I still wasn’t feeling 100% when I woke up on Sunday morning, but there was no way was I passing up my last chance to experience the first edition of “Taste of Toronto”. Though finances and dietary restrictions limited my tasting experience, I still got a “taste” of what everyone else experienced and I must say, I thoroughly enjoyed myself!
One of the great joys of living in Toronto is the abundance of amazing, epicurean offerings available. From 5 star restaurants headed by up famous chefs, to local neighbourhood eateries and watering holes, to annual ethnic street festivals in every neighbourhood, to an ever expanding and epic food truck culture.
If there is one thing that NOBODY complains about when visiting Toronto, it’s a lack of food choices
So when I heard that Toronto had been chosen as the first “Taste of…” destination in North America, I was thrilled and not surprised in the least.
From it’s humble beginnings as a single festival in London ten years ago, Taste has grown into a worldwide foodie phenomenon, with “Taste of ” festivals now running annually in cities throughout the UK, Europe, the Middle East, Asia and Australia. Continue reading Taste of Toronto – 2014→
When people ask me “what is the hardest part about having to live gluten free?” I usually say “the inconvenience”.
The “diet” itself isn’t that hard. Simply eating a clean diet of fruits, veggies, meats, fish, and dairy you prepare yourself is pretty easy actually. But, once you step outside the safety of your own kitchen and cooking skills, the task becomes much harder.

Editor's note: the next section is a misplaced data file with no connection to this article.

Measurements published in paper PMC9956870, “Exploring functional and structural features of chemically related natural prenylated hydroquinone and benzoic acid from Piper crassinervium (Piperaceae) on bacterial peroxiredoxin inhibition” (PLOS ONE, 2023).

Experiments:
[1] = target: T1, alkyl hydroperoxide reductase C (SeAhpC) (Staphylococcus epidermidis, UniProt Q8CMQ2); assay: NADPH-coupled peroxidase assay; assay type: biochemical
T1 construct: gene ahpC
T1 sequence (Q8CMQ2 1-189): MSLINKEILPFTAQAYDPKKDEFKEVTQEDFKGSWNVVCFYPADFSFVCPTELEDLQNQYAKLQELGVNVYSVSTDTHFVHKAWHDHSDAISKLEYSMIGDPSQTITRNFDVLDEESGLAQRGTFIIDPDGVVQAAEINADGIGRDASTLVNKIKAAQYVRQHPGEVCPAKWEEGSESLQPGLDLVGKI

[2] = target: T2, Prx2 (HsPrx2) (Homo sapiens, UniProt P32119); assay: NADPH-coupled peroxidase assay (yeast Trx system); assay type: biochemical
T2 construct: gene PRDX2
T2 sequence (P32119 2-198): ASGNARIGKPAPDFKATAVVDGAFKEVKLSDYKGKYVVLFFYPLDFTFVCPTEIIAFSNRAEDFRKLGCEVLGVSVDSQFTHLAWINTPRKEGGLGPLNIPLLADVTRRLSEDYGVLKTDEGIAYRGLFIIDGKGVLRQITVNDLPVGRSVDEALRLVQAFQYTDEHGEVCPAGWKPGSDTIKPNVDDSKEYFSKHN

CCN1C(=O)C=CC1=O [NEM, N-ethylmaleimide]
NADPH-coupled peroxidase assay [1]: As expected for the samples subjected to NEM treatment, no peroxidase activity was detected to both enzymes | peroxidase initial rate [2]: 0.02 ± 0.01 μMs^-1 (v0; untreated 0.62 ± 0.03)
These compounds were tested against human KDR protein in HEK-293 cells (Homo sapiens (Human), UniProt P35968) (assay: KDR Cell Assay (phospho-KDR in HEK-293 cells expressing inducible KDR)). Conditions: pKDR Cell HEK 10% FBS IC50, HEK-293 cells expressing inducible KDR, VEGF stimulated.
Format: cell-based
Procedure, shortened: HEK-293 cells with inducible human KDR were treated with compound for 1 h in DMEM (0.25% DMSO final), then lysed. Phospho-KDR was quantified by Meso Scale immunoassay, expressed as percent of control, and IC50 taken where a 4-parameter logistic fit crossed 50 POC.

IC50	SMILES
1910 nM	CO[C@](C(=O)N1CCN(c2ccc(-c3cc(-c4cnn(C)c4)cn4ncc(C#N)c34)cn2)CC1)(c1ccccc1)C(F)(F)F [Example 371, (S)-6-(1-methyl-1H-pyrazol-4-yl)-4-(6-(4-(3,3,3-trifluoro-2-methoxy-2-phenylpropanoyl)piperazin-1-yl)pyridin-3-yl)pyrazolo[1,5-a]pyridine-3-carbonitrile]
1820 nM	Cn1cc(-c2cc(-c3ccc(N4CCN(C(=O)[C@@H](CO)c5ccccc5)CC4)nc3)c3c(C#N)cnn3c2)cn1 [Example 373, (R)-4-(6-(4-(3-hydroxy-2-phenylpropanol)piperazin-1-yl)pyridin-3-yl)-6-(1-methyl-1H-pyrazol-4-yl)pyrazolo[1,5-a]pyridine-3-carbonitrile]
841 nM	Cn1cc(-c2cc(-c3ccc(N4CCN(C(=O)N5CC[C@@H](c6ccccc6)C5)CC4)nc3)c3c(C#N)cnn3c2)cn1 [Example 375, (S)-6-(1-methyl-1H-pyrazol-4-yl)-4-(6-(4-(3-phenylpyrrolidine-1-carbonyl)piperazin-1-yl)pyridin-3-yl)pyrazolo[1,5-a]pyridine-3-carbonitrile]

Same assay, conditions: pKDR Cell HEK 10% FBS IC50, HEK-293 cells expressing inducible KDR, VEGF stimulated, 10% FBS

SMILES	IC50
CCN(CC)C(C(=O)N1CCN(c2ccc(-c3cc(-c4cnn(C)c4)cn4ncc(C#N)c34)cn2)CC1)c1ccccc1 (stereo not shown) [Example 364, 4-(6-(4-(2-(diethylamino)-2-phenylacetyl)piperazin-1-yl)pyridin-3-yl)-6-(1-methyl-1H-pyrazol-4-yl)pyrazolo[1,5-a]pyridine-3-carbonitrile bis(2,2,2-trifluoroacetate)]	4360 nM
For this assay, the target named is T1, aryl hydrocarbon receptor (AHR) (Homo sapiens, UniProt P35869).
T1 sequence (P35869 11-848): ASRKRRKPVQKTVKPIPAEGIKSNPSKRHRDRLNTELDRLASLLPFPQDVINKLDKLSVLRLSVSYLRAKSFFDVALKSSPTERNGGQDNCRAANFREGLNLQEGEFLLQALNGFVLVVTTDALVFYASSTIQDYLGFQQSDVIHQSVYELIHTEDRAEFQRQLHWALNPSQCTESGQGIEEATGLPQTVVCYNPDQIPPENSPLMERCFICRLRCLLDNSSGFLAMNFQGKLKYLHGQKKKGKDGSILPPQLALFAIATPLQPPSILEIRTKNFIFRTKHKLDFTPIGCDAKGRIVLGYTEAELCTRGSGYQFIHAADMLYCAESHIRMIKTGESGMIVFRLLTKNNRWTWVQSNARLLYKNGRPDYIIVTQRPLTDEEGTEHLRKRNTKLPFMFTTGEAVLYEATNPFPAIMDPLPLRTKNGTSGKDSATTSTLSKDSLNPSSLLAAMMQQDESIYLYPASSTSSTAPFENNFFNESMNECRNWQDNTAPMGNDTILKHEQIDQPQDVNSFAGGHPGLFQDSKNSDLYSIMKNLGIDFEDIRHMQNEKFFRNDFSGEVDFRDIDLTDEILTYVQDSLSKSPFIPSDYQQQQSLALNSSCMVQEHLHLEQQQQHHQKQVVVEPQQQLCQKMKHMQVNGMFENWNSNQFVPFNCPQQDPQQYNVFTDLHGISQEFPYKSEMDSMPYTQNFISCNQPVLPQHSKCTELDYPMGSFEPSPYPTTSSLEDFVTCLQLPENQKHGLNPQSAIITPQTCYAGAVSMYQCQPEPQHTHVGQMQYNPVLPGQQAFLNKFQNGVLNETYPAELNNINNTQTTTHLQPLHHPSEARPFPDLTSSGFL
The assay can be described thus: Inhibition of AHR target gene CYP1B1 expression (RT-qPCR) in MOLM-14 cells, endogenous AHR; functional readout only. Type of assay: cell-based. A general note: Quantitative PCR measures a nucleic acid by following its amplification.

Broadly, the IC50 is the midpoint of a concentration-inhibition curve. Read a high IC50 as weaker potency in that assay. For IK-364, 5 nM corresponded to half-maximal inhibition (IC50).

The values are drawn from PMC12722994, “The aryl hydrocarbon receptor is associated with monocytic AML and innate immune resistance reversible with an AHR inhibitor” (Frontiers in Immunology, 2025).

No longer can you simply “grab something quick”. No longer can you simply go to an event and be “spontaneous”.
That’s the word: Spontaneity.
It’s gone from your life for good.
But you adapt. You learn to pre-plan. You learn to go through life like a sherpa, carrying a bag filled with “safe” food so you can appear spontaneous.
I still do all the things I used to do before discovering my wheat allergy. I travel, I dine out, I go to events. But I am now “that girl”…
I ask a thousand questions. I know more about the restaurant and the menu than the staff before I even enter the establishment, since I’ve been researching in advance for weeks. I am now “Sally” … my opener is “can you…?” I eat a lot of things “on the side” “without” “substitute”
So, when an event such as the Gluten Free Expo rolls into town, it’s a rare treat.
To walk through aisle after aisle, gleefully nibbling from tray after tray of new and tasty products, and never once feel that nervous knot in the pit of my stomach of “omg, what if this girl was lying? What if it actually contains gluten? What if I get sick?”
The 2012 show out by the airport was great, but since it was the first time in the Toronto area, it was PACKED. I remember it being hot, crowded, and frustrating. 2013 saw the event moved to a bigger, more central location, the Metro Toronto Convention Centre, making for ease of movement, the opportunity to stop and really talk to vendors, and a corner dedicated to fantastic speakers on both days.
And can we talk about the products? Wow. Companies have really upped their game. Six years ago, when I first was diagnosed, the pickings were slim, and for the most part awful.
Gluten free offerings tasted and smelled like feet, and had the texture of sand.